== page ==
Retro Fitting and Engineering Planning of Flood Prone Areas: FTS Goes Above and Beyond

22 March 2017

Flood prone areas make the news all the time. After a flood, despondent families are seen gazing at their damaged homes and water-soaked belongings. The muddy water is also a health risk. It mixes with sewage, which then creates a bacteria-infused muck. Let’s take a look at a proactive solution to this mess, a series of civil engineering techniques that Fairdinkum Technical Services (FTS) has shaped into a highly effective floodproofing solution.

Retrofitted Site Drainage

It’s the first logical step, the installation of an effective water drainage system. Flood prone areas generally build levees and below-ground storm drains as a surge compensation mechanism, but towns and cities grow. Suburban townships prosper until a once capable infrastructure no longer provides enough drainage capacity. An infrastructure overhaul is paramount. The engineered underpinnings require extensive alterations, including extra branching channels, widened drains, and, most likely, some major waterway enhancements.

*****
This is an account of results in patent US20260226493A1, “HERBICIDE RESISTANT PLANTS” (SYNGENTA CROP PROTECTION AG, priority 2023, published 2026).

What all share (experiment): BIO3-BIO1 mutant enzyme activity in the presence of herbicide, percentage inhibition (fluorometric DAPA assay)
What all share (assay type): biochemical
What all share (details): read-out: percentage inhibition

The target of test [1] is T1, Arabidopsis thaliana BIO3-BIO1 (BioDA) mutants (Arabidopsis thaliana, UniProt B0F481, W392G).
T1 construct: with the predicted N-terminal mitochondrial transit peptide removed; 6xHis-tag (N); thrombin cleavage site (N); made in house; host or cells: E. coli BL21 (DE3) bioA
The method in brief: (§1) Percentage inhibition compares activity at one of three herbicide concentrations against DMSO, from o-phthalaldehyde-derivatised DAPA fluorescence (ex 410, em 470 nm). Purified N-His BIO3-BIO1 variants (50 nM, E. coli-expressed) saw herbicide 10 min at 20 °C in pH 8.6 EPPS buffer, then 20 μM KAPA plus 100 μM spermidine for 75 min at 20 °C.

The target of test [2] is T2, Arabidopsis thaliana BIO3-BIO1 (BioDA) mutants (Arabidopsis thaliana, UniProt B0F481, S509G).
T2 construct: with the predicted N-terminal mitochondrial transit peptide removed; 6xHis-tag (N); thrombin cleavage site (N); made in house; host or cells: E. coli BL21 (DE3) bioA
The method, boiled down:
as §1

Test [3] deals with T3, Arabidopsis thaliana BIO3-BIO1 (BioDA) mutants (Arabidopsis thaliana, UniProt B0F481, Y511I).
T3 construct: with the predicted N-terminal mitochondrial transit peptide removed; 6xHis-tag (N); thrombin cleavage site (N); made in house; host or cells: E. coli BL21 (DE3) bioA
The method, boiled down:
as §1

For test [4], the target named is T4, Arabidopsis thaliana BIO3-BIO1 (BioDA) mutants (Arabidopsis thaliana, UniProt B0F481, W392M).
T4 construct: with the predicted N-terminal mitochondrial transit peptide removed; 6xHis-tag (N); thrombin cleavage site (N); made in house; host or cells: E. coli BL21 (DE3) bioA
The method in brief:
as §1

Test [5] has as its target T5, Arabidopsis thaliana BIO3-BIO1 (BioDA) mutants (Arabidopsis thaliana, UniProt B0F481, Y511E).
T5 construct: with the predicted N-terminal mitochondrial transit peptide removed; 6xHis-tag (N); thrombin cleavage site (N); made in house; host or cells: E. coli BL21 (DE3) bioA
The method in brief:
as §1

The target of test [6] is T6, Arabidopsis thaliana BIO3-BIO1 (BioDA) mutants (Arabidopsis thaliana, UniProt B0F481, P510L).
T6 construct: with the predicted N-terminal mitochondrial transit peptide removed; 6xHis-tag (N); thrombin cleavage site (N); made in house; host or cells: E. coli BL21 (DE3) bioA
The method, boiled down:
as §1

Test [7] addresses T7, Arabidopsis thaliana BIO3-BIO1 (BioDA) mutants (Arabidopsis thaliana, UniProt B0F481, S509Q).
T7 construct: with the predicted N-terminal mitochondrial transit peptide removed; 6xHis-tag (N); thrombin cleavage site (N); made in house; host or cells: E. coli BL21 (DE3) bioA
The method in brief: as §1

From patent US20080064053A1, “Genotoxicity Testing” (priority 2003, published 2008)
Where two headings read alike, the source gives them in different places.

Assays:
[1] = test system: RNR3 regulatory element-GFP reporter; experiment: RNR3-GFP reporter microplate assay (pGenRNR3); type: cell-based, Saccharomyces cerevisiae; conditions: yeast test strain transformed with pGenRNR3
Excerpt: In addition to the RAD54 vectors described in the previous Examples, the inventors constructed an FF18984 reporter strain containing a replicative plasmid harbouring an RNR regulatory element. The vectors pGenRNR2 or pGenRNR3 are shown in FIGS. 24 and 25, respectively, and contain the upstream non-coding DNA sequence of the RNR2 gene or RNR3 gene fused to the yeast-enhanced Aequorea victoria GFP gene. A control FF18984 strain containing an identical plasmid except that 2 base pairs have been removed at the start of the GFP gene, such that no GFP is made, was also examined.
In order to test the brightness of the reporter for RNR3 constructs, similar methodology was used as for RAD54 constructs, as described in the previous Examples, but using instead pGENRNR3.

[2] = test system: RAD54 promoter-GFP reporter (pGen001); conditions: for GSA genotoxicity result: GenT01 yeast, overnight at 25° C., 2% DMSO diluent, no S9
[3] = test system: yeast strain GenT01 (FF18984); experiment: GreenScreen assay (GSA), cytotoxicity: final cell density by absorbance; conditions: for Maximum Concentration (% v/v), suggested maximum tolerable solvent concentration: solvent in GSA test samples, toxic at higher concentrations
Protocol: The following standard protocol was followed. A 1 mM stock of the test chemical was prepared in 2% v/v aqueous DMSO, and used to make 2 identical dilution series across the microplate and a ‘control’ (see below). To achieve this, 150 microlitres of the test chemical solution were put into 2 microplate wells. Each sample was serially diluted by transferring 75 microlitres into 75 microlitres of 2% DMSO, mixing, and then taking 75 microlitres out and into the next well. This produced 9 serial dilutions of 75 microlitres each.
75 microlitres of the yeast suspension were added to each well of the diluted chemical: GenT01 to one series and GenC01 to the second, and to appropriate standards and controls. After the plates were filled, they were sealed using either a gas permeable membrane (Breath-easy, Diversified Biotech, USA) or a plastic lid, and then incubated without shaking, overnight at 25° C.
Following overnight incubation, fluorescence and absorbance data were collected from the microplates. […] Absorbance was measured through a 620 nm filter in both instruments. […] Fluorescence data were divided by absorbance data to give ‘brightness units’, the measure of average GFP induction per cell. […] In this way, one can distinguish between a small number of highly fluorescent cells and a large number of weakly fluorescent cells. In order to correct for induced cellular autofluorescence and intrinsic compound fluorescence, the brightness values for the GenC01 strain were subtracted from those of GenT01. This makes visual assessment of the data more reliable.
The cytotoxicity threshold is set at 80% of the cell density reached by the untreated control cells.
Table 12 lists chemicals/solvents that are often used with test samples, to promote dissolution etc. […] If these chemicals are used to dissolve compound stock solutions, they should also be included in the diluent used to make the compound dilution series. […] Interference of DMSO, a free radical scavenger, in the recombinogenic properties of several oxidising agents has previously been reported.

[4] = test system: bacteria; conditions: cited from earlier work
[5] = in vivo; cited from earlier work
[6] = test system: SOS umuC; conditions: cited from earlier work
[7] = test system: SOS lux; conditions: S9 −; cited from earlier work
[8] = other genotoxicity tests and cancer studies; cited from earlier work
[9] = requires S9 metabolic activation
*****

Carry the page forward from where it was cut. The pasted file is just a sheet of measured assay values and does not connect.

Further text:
Elegant Elevation Resolutions

Unlike a general repair methodology, a retrofitting project can never be perceived as some ineffectual band-aid. Indeed, the level of engineering planning implemented throughout the newly overhauled drainage system requires a thoroughly envisaged blueprint, a revised layout that extends from the humblest street drain to the largest mainline flood wall and levee junction. Similarly, the floodproofing dilemma can be approached from the opposite direction. It’s here that civil engineering professionals use topographical studies as a tool. The study clearly illustrates the lay of the land so that depressed parcels of land can be built up until they’re no longer at risk. This same method is used to control the flow of a torrential stream, to direct it to the nearest retrofitted culvert.

Stop and Consider: Retrofitting Basics

Granted, this isn’t the construction of an entirely new network of flood arbitration constructs. In point of fact, the alterations are implemented on top of the original drains and waterways. Bottlenecks, if there are any, are corrected by widening underground aqueducts. Urban renewal work supports this move by building flood walls, then elevating parcel of land. Of course, since there are probably already structures on the land, individual buildings can also be elevated.

The engineering principles and resources covered in this intimidating topic are hard to implement, but the services of an FTS team leader, a flood alleviation provider that employs advanced engineering solutions to go above and beyond the call of duty, can quickly derive a workable method of correcting flood prone situations. They include drainage improvements, site elevation techniques, and, should all else fail, the engineering acumen to entirely move the structure to a drier area.

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